Jonah looked like the definition of hipster, had a deep soothing voice, and on top of all that, he played the guitar. I fell for him almost instantly. He was chivalrous and seemed like he would be a loyal boyfriend. Unfortunately, it didn’t work out because he wasn’t into me but I was definitely attracted to him for a long time. This is when I started getting confused again. I thought that because I had a crush on Isabella that meant I was gay, but I could still have feelings for guys as well. I did some research, mainly asking my friend Charlie, googling all things sexual orientation, and watching all the LGBT movies or tv shows I could find. I determined that even though sexuality and attraction are forever changing and on a spectrum, that for now I would identify myself as bisexual.

 

 

 

My friends at college took the news really well, besides questioning if I was sure I wasn’t just a lesbian. Either way I felt supported and thankful for my friends. Through all of my whining about people not liking me back, and mood swings from being uncertain of myself, they stuck by me. I was so happy that I started telling any new people I met that I was bisexual. But it was telling my family or even people back home that I was worried about, in some ways I was still in the dreaded closet. My junior year of college I went to another Gay Student Association meeting where people shared their Coming out stories, and I was scared because almost all of them did not have immediate positive resolutions. I went back to the dorms that night and watched a movie recommended at the meeting called “Pariah” and cried my eyes out at the ending. But I started to prepare myself. I loaded up my favorite Korean drama on a new tab to watch afterwards in case I needed cheering up, and I made sure I had enough loan money in my Savings account to pay for the next semester at college just in case. I sat on my bed and made that important call to my mother on September 17th, 2016.

 

 

 

“Hey Mummy. How are you doing?”

 

“I’m fine, just watching some TV,” my mother says sounding distracted.

 

“Well ok. Can you go in the other room? I have something to tell you.”

 

“What is it? Can’t you just tell me here?” she says confused.

 

“Please Mummy, it’s important.” I wait a couple moments while she grumbles and relocates herself.

 

“Okay, what is it? Are you alright?” she asks with concern in her voice.

 

“Yeah, I’m fine. I just have something to tell you.” I spend a couple minutes gathering up the courage.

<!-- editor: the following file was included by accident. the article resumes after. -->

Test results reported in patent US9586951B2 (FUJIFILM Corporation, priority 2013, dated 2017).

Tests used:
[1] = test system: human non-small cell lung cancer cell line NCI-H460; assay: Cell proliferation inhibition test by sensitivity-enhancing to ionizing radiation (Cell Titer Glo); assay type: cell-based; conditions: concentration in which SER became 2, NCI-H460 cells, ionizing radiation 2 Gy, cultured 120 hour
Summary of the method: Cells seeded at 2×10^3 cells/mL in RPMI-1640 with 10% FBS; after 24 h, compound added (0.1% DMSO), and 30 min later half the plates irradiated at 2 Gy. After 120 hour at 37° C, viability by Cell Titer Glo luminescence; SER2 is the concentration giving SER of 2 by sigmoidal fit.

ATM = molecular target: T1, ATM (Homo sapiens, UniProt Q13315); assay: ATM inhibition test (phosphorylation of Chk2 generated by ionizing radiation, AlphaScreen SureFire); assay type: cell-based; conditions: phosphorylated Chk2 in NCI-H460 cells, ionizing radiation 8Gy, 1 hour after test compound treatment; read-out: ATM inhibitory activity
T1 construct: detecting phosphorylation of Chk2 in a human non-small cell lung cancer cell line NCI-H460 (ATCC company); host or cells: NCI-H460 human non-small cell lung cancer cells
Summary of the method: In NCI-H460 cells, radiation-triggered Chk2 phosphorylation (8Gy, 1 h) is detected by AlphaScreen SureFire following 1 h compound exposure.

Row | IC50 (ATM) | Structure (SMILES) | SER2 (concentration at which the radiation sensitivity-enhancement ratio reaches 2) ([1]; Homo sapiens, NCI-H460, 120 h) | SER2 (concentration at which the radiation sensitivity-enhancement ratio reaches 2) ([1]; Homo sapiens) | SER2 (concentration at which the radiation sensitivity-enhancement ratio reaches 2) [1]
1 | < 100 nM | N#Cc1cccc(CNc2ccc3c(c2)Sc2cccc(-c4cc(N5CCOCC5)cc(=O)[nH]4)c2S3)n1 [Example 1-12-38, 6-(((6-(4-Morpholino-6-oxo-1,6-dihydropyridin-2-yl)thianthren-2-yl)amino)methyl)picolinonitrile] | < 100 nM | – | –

“Are you pregnant?” my mother suddenly asks in alarm.

 

“What? No! Why is that the first thing you jump to?” I say laughing.

 

“I don’t know. You won’t tell me so I’m trying to guess.”

 

“Well, it’s nothing like that. I just wanted to tell you that I’m bisexual.”

 

“What does that mean?”

 

I roll my eyes.

 

“It means I like both guys and girls.”

 

There was a moment of silence.

 

“No you’re not.”

 

“Yes I am. I’ve been thinking about it for a long time now, and I thought I should let you know.”

 

“I’ve heard about stuff like this. It’s a choice and you’re choosing wrong.” She says with a hint of anger.

 

“No Mummy. It’s not something you can just turn on and off. If that was the case then no one would choose to be gay, they would choose the easier life.”

 

“You’re not gay. No child of mine would be going to hell for such a silly reason.”

 

“So you’re telling me I’m going to hell?”

 

“Well, what do you want me to say?”

 

“I was hoping that you would accept it, you don’t have to like it, but accepting it is enough for now.” I plead.

 

“I will never accept it.”

 

“I just want you to love me and treat me the same as before…can you do that for me?” I can hear the desperation in my voice.

 

“I’m disappointed in you” she replied callously. “Until you come to your senses, let’s not talk about this again,” my mother says with a note of finality in her voice. She got what she wanted. To this day I haven’t breached the subject with her again. For now, I will let her live in her denial. I have come out to all of my friends back home when I visited for the holidays that year, despite my mother wanting me to keep it hidden. I told myself that I will no longer lie about who I am, people will just have to love me for me, or not love me at all. So even though coming out is stressful and hard for a lot of people, the relief that you feel for being true to yourself is worth it.

 

Happy Pride Month!

 

 


This post was written by guest writer Aesha!